20 Tourist Places in Gwalior
Gwalior is rich in history and is home to several monuments and temples. For Travelers interested in Gwalior's rich legacy, there are several cultural and historical sites to explore. While Gwalior Fort provides a wonderful perspective of the city, Madhav National Park allows you to get lost in the forest. Additionally, several additional tourist attractions attract thousands of tourists each year. It is an ideal place to visit with friends, family, lovers, or even alone. Gwalior has so much to offer the tourist. So, let's see the top tourist attraction in Gwalior.
1. Gwalior Fort
It is considered one of the most formidable fortresses in northern and southern India and was dubbed "the jewel among the castles of India" by the Mughal emperor Babur. In Madhya Pradesh, central India, this monument is located atop a large rocky mountain overlooking the entire city of Gwalior. Evidence suggests that it dates back to the 6th century. A sculpture at the fort's summit represents the number 'zero', the second earliest reference to the number in history.
This architectural masterpiece has a unique history as it was built in two parts, in two different historical periods. It has come under the control of several dynasties in its time. There are 25 temples and water reservoirs within the fort complex.
2. Man Mandir Palace
A palace called Man Mandir Palace was built in the northeast corner of the fort between 1486 and 1516 by the Tomar monarch, Man Singh Tomar. The Palace was destroyed by time, although the ruins still exhibit the craftsmanship of the time.
The Palace is divided into two open courtyards with rooms on two floors. This was where Aurangzeb imprisoned his brother Murad and slowly poisoned him to death with opium. There were also underground jail cells added later by the Mughals. If you can locate a local guide, they will be able to tell you numerous mysteries about the area and show you portions of the Palace that you would not be able to see otherwise. Nearby Jauhar Kund is the site of mass suicide by Rajput women to prevent rape by the armies of Iltutmish, the 13th century AD monarch of Delhi.
3. Jai Vilas Palace
King Edward VII, the then Prince of Wales, received this magnificent welcome for the first time in 1874 from Jayaji Rao Scindia, Maharaja of Gwalior. This palace is also known as the Jai Vilas Mahal, and it has been preserved in Gwalior, Madhya Pradesh, to this day as a monument to Indian culture and splendor. Currently, it houses descendants of the Maratha Scindia dynasty. In addition to the 35 rooms of the palace, there is the Chitrangada Raje Art Gallery and a library with over 5,000 books.
There are also historical artifacts on display in each of the regal palace's chambers, such as swords dating back to the eras of Shah Jahan and Aurangzeb and an authentic shield once belonging to freedom fighter Rani Laxmibai. The initiative cost a total of INR 1 crore, which was likely quite an expensive affair at the time.
The Jai Vilas Palace, which has a floor area of nearly 75 acres, contains an ingeniously built Durbar Hall that holds some of the world's most gigantic chandeliers, gilded furniture, and a big plush carpet. The center's mission is to establish a worldwide cultural center for studying the Maratha dynasty.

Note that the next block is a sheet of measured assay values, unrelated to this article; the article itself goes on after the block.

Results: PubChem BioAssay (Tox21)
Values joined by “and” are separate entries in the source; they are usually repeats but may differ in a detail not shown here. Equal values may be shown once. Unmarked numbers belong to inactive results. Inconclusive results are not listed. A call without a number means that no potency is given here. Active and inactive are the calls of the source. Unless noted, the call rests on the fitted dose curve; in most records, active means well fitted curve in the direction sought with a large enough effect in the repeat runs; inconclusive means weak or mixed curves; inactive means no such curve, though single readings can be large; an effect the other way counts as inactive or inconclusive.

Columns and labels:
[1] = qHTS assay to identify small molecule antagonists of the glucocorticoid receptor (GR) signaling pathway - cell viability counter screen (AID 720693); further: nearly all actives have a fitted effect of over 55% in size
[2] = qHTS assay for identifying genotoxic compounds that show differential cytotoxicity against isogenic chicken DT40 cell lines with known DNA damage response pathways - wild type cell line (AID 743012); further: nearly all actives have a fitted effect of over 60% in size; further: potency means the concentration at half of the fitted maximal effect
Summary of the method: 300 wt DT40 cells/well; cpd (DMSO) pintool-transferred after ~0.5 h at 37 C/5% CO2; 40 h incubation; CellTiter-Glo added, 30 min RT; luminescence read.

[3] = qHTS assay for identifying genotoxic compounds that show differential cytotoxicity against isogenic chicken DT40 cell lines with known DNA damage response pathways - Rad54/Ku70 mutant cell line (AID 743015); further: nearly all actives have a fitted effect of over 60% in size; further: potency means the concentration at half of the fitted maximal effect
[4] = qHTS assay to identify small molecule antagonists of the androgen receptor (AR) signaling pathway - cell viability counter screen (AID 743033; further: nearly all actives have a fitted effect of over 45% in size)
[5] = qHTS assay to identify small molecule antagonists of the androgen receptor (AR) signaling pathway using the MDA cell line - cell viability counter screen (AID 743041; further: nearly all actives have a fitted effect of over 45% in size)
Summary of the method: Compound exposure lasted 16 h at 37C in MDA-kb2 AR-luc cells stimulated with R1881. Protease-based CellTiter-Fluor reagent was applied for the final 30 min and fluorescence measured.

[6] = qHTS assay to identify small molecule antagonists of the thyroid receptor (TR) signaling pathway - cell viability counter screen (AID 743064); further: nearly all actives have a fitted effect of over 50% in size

4. Teli ka Mandir
This temple, located in the Gwalior Fort, dates back to the 9th century and is the tallest skyscraper in Gwalior (100 ft.); before the British took over the Gwalior Fort, this shrine was used to refine oil.
This temple is well-known for its distinctive construction since the temple has a Dravidian appearance, yet the sculptures are distinctively North Indian.
5. Saas Bahu Temple
The Saas-Bahu temple, built in the ninth century, attracts both visitors and believers. This temple was previously known as the Sahastrabahu Temple, after Lord Vishnu, who possesses numerous hands. It became known as Saas Bahu Temple as a result of increasing mispronunciation throughout time. Saas Bahu Temple does not represent Saas (mother-in-law) and bahu (daughter-in-law) but is a short version of Shastra Bahu, another name for Lord Vishnu.
This temple was built during King Mahipala of the Kacchapaghata Dynasty, who asked the Lord of the Universe for a happy and flourishing kingdom. These two temples are close to one other and beautifully ornamented with carvings and sculptures.
6. Sun Temple
The Surya Mandir, or Sun Temple, is a beautiful temple as well as an architectural marvel that graces Gwalior. Temple was built in 1988 by G.D. Birla and is dedicated to the holy Sun God. Built on the lines of the fabled Sun Temple of Konark, Orissa, it boasts stunning architecture constructed from red sandstone and pearly white marble.
The red sandstone outside of the Sun Temple is designed as continuous slots that climb up to the apex of the façade as you approach the outside building. The temple contains a magnificent Sun Lord idol. Despite its recent construction, it is one of the most respected temples in the historic city, attracting tourists and believers from all across the nation.
7. Tansen Memorial
Tansen was one of India's best musicians and an excellent vocalist in Akbar's courts during the medieval period. He was also one of the Mughal court's nine pearls. Tansen's music was said to have the power to generate magic, cause rain, and even captivate animals. Mohammad Ghaus, who taught him Hindustani classical music, was his teacher.
Tansen's mausoleum, also known as the Tansen Memorial, is an obvious pick among the various Gwalior tourist attractions. Tansen was a Gwalior Gharana pioneer in Hindustani Classical music during the reign of the Mughals. He supported the Dhrupad style and the Gwalior Gharana style of music. He was buried beside his teacher, and the burial place is a work of art in its own right.
He was a devout Sufi, and he studied ragas from his master, Muhammad Ghaus. An annual music festival is held nationally in November and December in the Tansen Memorial Complex, where Tansen was buried alongside Muhammad Ghaus. The mausoleum features a basic building in the Mughal style.
8. Scindia Museum
This is one of Madhya Pradesh's most notable museums, dedicated to Jivaji Rao Scindia. This museum dates back to 1964 and occupies around 35 rooms at Jai Villas Palace. The museum is well-known for its manuscripts, sculptures, coins, paintings, and weapons collection. It is the best place to learn about Gwalior's history, particularly the Scindia dynasty. You will feel proud when you see the world's largest chandelier on display. The palace has Indian and British design elements, and it spans a huge area.
9. Tigra Dam
Tigra Dam is located just outside the major city and offers a pleasant escape from the metropolis. Tigra Dam was built in 1916 on the Sank River, and since then, this freshwater reservoir has served as a primary water supply for city people to meet their daily water demands.
The lovely retreat is a birder's paradise. Aside from its household utility, it is also a key source of irrigation and fishing in the surrounding communities. The ideal months to visit are January to March and October to December.
10. Chhatris of Scindia Dynasty